majority of us ai companies are founded by immigrants

A new report shows immigrants are playing a major role in shaping the U.S. artificial intelligence industry. The National Foundation for American Policy (NFAP) found that immigrants founded or cofounded 65% of the top AI companies in America.

The report analyzed 43 U.S. companies on the Forbes AI 50 list of leading AI startups. It also showed that 77% of the top U.S.-based AI companies have at least one immigrant founder or co-founder.

Immigrant entrepreneurs were born in over 20 different countries with India producing the most founders of top AI startups at 10. Israel and the U.K. followed with 3 each. Many immigrant founders came to the U.S. as international students, with 42% of the top AI companies having a founder who initially came on a student visa.

AI Companies Led by Immigrants Are Already Hiring Thousands of Workers

The report highlights the crucial role immigrants play as researchers, finding that 70% of graduate students studying AI-related fields in the U.S. come from other countries. In computer science, a key area for AI, 71% are foreign students.

Several prominent AI companies are cited with immigrant founders, including OpenAI, the company behind the popular generative AI models ChatGTP and GPT-4, which was co-founded by Canadians Ilya Sutskever and Wojciech Zaremba.

Meanwhile, Adept, a software company that is building a top-notch AI-powered computer assistant, was founded by Indians Niki Parmar and Ashish Vaswani, both of who came to the US as students.

The NFAP study also notes that AI companies with immigrant founders employ thousands of Americans. Databricks, for instance, leads the scoreboard as it has hired over 5,000 workers while AlphaSense employs 1,112 people.

Immigrant founders cited the variety of benefits that AI can provide to both digital and brick and mortar businesses. Maria Telleria of Canvas, a Mexican immigrant, said that their robots help construction workers produce high-quality results while reducing injuries and job-site risks.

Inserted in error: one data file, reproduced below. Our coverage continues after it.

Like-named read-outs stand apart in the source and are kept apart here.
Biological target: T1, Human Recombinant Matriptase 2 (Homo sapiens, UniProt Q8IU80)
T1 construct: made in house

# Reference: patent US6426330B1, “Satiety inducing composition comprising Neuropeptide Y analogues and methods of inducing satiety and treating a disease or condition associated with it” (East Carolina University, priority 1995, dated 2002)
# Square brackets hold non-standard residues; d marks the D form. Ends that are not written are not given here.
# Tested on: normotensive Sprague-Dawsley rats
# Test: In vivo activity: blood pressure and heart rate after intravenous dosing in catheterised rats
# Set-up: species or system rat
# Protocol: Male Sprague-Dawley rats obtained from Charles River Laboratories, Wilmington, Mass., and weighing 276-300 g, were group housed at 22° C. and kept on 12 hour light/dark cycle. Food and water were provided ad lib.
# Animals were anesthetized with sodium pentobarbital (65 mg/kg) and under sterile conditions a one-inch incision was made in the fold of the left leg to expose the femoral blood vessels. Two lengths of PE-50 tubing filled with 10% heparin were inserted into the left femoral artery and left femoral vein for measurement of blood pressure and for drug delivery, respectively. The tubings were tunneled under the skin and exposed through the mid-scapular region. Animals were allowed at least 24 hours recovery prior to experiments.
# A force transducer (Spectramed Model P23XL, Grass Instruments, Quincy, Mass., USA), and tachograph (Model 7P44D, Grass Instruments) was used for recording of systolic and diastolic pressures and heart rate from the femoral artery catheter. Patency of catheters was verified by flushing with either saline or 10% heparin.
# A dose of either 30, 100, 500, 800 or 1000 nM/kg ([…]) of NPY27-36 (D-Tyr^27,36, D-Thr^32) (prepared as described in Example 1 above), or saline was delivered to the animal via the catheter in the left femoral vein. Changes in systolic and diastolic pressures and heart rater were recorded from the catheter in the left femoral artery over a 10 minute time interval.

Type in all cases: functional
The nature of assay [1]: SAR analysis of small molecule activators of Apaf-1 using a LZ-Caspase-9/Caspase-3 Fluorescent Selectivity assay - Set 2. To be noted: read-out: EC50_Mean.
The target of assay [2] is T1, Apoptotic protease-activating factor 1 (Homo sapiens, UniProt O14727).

In addition to creating jobs, these AI companies are generating life-changing wealth for their co-founders and investors. A total of 23 out of the 43 cited in the report are worth more than $1 billion with Databricks and OpenAI currently being the most valuable ones at $31 billion and $29 billion each respectively.

immigrant-founded ai companies are worth billions

Retaining International Students is Crucial to Win the AI Race

The NFAP report cites comments from a study conducted for the National Security Commission on Artificial Intelligence shared two years ago that emphasized the importance of retaining international students in STEM fields after graduation. Otherwise, the US risks falling behind its competitors in the global AI race.

Eric Schmidt and Robert Work, the co-authors of that study, recommend expanding high-skilled visas and green cards for STEM graduates as a “national security imperative.”

While some fear that the mass adoption of AI technologies will lead to massive job losses, a Bureau of Labor Statistics expert found little evidence for that. Michael Handel wrote that there is no sign of a ” general acceleration of job loss or a structural break” due to AI.

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Overall, the report highlights the crucial economic and innovative contributions immigrants make to the U.S. AI industry as entrepreneurs, researchers, and employees. As America seeks to maximize the benefits of this critical technology, ensuring it remains attractive to top global AI talent will likely remain a priority.

“There is little support in U.S. Bureau of Labor Statistics data or projections for the idea of a general acceleration of job loss or a structural break with trends pre-dating the AI revolution with respect to the occupations cited as examples”, Handel highlighted in its Monthly Labor Review for the BLS.

The future of the U.S. in terms of its ability to dominate the artificial intelligence space appears inextricably linked to its ability to attract and retain the best minds from around the world, including many of who come the country as international students at first.